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Bill seeks more comprehensive control of drug, medical equipment prices

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PHILSTAR

A LEGISLATOR has filed a bill seeking to lower the price of medicines and medical equipment.

Albay Rep. Jose Maria Clemente S. Salceda, who also heads the House ways and means committee, filed House Bill 6219 on Thursday, which, if passed, will be known as the Affordable Medicines, Medical Equipment and Supplies Act (AMMESA).

“Under the existing Cheaper Medicines Law, we were able to set a Maximum Drug Retail Price (MDRP). Ang problema doon, the richest half of the population account for 65% of all expenditures on healthcare. And those under poverty line spend only 10% of health expenditures. Ibig sabihin, ang mahirap, hindi pa rin nakakabili ng gamot,” Mr. Salceda said in a statement, citing data from the 2015 Family Income and Expenditure Survey.

Under House Bill 6219, the Secretary of Health will be able to negotiate the prices of all medicines, including medically necessary assistive equipment and medical supplies purchased by the government.

This will compel companies to price these products lower if they want to sell medicine in the Philippines, since the government will be a single-payer system under Universal Health Care.

“Yung MDRP kasi (the MDRP), while it sets essentially a price ceiling on the price of medicines, kung mataas naman ’yung MDRP, mataas pa rin yung kailangang bayaran (if the MDRP is high, then what has to be paid is still high). We should optimize the bargaining power of the state under a single-payer system,” Mr. Salceda said.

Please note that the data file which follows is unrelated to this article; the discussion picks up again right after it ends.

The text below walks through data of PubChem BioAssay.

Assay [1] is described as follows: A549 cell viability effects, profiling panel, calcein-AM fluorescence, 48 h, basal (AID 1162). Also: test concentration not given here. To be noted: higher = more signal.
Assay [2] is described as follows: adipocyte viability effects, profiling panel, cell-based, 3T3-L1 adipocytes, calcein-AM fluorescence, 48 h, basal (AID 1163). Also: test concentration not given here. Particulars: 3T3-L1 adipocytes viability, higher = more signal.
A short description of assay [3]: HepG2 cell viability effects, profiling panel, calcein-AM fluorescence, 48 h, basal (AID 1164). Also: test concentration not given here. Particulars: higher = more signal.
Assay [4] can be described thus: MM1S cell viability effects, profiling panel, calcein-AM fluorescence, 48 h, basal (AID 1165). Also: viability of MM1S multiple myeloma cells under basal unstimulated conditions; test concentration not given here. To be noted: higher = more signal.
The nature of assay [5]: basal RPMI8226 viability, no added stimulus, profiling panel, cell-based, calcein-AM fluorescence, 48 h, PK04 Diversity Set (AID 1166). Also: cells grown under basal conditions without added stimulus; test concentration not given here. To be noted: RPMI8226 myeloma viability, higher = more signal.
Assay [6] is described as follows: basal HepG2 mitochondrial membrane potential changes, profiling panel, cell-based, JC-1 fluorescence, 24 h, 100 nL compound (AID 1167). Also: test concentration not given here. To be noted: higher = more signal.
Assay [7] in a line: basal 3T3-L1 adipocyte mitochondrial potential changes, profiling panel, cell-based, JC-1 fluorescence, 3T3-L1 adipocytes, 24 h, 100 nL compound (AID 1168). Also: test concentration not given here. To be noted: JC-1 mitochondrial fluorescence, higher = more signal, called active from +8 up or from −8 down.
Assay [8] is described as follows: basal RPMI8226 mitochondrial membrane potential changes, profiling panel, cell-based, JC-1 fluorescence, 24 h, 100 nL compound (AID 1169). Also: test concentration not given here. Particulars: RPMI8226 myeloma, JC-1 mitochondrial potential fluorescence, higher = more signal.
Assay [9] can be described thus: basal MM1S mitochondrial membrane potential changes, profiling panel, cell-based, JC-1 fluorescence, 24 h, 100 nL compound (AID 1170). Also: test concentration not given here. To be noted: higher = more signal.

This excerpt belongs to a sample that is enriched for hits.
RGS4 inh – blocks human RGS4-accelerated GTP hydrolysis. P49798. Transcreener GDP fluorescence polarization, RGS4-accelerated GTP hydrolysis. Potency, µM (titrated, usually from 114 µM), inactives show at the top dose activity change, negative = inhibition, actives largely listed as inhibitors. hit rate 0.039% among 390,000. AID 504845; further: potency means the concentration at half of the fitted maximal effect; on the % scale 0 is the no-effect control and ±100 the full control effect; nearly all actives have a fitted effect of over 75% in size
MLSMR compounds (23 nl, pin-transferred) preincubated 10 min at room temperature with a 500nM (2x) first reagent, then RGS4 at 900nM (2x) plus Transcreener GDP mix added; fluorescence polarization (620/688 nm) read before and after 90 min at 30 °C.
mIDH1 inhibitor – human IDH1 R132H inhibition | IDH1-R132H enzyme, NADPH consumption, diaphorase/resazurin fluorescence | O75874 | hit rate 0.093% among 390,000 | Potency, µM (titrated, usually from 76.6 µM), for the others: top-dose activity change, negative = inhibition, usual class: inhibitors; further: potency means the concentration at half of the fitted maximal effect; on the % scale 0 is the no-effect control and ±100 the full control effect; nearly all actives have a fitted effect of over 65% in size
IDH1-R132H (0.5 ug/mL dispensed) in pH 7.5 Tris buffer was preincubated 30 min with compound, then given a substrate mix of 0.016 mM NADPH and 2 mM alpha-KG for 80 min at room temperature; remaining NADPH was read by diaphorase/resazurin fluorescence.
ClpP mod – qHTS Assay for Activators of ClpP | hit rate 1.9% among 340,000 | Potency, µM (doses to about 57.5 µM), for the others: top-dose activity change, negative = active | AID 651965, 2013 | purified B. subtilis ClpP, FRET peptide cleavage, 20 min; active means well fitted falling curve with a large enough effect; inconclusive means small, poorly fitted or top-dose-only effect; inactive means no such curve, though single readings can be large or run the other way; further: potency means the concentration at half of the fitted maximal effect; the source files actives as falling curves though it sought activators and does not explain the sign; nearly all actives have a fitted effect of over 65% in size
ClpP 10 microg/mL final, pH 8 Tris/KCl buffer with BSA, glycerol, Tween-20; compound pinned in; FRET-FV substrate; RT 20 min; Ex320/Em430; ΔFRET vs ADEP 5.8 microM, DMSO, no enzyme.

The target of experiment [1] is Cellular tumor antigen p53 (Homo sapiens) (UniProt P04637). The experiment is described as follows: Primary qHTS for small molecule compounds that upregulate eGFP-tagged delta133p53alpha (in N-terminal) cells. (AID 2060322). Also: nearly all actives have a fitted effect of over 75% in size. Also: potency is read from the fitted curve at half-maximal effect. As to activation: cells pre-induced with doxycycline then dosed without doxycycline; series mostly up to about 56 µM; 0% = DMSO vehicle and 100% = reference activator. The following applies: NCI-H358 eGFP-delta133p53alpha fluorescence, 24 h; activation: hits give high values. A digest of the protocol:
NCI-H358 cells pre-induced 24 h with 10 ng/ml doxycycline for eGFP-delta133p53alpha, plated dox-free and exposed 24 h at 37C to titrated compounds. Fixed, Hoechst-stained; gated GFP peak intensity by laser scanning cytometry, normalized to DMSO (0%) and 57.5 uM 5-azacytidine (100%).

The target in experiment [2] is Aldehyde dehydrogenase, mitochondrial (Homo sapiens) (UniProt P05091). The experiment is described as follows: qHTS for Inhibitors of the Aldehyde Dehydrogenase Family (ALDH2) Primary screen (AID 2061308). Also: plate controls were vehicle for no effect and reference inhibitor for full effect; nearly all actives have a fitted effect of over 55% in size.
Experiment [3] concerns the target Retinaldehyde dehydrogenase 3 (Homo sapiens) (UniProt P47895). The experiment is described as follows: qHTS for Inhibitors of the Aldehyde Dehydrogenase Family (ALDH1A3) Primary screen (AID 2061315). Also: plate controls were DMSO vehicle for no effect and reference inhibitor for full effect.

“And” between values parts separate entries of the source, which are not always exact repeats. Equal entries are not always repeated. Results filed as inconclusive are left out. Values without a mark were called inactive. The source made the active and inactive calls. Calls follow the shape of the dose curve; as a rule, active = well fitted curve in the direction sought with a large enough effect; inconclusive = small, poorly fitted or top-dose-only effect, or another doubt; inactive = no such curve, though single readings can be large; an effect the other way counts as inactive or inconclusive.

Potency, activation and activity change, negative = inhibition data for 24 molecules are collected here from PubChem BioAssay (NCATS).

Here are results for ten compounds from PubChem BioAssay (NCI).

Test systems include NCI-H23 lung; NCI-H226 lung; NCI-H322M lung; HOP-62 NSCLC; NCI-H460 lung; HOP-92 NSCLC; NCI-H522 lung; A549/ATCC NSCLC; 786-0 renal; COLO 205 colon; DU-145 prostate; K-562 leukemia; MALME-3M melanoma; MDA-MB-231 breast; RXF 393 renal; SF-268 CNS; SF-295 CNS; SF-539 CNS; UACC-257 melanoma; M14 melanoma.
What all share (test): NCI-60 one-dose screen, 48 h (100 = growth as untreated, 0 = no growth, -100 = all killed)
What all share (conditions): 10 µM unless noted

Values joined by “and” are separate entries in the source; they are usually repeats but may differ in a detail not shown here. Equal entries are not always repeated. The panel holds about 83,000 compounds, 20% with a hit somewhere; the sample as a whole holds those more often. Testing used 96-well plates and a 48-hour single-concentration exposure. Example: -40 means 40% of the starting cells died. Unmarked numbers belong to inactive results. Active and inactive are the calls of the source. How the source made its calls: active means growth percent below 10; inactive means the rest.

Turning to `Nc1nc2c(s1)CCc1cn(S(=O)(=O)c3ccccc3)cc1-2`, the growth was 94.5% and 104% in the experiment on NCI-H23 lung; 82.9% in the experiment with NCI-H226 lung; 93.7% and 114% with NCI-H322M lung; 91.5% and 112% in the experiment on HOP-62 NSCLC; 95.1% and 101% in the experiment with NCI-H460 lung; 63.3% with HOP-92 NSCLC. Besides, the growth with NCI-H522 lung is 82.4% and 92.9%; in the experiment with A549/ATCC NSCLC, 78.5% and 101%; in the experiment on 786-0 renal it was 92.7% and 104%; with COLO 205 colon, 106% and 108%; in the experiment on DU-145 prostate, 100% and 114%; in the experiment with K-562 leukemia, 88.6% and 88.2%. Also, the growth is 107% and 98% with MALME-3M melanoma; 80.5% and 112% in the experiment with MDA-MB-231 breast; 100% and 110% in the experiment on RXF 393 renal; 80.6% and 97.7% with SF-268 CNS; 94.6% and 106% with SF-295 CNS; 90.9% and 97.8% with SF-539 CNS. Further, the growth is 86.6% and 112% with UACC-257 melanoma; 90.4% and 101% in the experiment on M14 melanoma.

The bill also urges the Philippine National Drug Formulary to encourage the use of generics whenever possible.

“’Yung bill ko nirerequire na kung wala namang pinagkaiba ang generic at branded, encouraged ang doctor na generic ang ireseta (My bill requires that if there is no difference between the generic and the branded medicines, then doctors are encouraged to prescribe generics),” Mr. Salceda explained.

The bill also requires that the Philippine National Drug Formulary “include best-practices in prescribing”; discourage the use of “ineffective, dangerous, or excessively costly medications when better alternatives are available”; and “encourage the use of generics to the greatest extent possible.”

“The system will still be primarily market-based, but we will no longer allow branded and expensive medicines to drive prices up. Kumbaga, wala na whims ng market lang, may mas malawak na control na ang taumbayan. If companies want access to the Philippine market, they will have to produce the most effective drugs at the cheapest price they can sell at,” Mr. Salceda said.

Salceda’s bill also includes “medically necessary assistive equipment” such as wheelchairs and prosthetics, and medical supplies such as surgical masks and syringes in the MDRP.

“Ang konsepto kasi ng public health noon sa Pilipinas, sakit lang (the idea of public health in the Philippines was only illness). We have not thought of disability or of prevention as part of public health. This bill puts an end to that. That’s why it is literally lifesaving and life giving. Kung kasama sana sa MDRP ang surgical masks, halimbawa, nalimitahan sana natin ang overpricing na nakikita natin ngayon (If surgical masks were included in the MDRP, for example, then the overpricing that we are seeing today would be limited),” Mr. Salceda said. — Genshen L. Espedido





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